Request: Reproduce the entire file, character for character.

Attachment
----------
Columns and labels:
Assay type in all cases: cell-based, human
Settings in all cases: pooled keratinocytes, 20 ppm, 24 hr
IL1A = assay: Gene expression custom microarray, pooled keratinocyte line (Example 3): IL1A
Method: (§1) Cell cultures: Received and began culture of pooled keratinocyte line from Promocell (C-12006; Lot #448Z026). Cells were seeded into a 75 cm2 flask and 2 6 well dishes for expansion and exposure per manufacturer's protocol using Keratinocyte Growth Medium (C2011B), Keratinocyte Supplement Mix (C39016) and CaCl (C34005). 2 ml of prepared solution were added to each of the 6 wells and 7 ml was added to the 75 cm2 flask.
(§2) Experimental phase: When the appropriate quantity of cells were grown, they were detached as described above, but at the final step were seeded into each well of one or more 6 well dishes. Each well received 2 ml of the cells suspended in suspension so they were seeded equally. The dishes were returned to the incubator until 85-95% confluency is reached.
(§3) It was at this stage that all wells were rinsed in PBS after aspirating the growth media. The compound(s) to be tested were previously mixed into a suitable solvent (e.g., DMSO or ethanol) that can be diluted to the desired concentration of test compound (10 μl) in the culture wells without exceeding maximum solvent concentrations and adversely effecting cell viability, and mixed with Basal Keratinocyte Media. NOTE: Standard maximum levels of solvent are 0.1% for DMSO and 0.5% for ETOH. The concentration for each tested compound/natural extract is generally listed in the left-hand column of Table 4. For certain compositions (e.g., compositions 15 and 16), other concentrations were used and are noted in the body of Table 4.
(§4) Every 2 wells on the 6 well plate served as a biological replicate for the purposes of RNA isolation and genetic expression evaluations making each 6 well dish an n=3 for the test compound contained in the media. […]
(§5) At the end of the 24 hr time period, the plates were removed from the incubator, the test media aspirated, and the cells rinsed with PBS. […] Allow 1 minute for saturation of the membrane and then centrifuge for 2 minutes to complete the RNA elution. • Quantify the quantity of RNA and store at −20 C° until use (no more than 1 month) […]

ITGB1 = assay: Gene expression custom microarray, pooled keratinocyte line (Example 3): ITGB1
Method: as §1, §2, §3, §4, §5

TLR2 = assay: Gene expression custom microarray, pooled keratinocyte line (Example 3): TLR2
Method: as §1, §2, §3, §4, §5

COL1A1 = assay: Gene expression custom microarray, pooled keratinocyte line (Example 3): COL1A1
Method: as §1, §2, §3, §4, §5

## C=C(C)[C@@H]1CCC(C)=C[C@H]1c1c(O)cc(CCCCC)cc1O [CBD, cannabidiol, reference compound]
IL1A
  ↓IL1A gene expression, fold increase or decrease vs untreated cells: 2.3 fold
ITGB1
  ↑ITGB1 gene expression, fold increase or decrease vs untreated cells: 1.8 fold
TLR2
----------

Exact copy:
Columns and labels:
Assay type in all cases: cell-based, human
Settings in all cases: pooled keratinocytes, 20 ppm, 24 hr
IL1A = assay: Gene expression custom microarray, pooled keratinocyte line (Example 3): IL1A
Method: (§1) Cell cultures: Received and began culture of pooled keratinocyte line from Promocell (C-12006; Lot #448Z026). Cells were seeded into a 75 cm2 flask and 2 6 well dishes for expansion and exposure per manufacturer's protocol using Keratinocyte Growth Medium (C2011B), Keratinocyte Supplement Mix (C39016) and CaCl (C34005). 2 ml of prepared solution were added to each of the 6 wells and 7 ml was added to the 75 cm2 flask.
(§2) Experimental phase: When the appropriate quantity of cells were grown, they were detached as described above, but at the final step were seeded into each well of one or more 6 well dishes. Each well received 2 ml of the cells suspended in suspension so they were seeded equally. The dishes were returned to the incubator until 85-95% confluency is reached.
(§3) It was at this stage that all wells were rinsed in PBS after aspirating the growth media. The compound(s) to be tested were previously mixed into a suitable solvent (e.g., DMSO or ethanol) that can be diluted to the desired concentration of test compound (10 μl) in the culture wells without exceeding maximum solvent concentrations and adversely effecting cell viability, and mixed with Basal Keratinocyte Media. NOTE: Standard maximum levels of solvent are 0.1% for DMSO and 0.5% for ETOH. The concentration for each tested compound/natural extract is generally listed in the left-hand column of Table 4. For certain compositions (e.g., compositions 15 and 16), other concentrations were used and are noted in the body of Table 4.
(§4) Every 2 wells on the 6 well plate served as a biological replicate for the purposes of RNA isolation and genetic expression evaluations making each 6 well dish an n=3 for the test compound contained in the media. […]
(§5) At the end of the 24 hr time period, the plates were removed from the incubator, the test media aspirated, and the cells rinsed with PBS. […] Allow 1 minute for saturation of the membrane and then centrifuge for 2 minutes to complete the RNA elution. • Quantify the quantity of RNA and store at −20 C° until use (no more than 1 month) […]

ITGB1 = assay: Gene expression custom microarray, pooled keratinocyte line (Example 3): ITGB1
Method: as §1, §2, §3, §4, §5

TLR2 = assay: Gene expression custom microarray, pooled keratinocyte line (Example 3): TLR2
Method: as §1, §2, §3, §4, §5

COL1A1 = assay: Gene expression custom microarray, pooled keratinocyte line (Example 3): COL1A1
Method: as §1, §2, §3, §4, §5

## C=C(C)[C@@H]1CCC(C)=C[C@H]1c1c(O)cc(CCCCC)cc1O [CBD, cannabidiol, reference compound]
IL1A
  ↓IL1A gene expression, fold increase or decrease vs untreated cells: 2.3 fold
ITGB1
  ↑ITGB1 gene expression, fold increase or decrease vs untreated cells: 1.8 fold
TLR2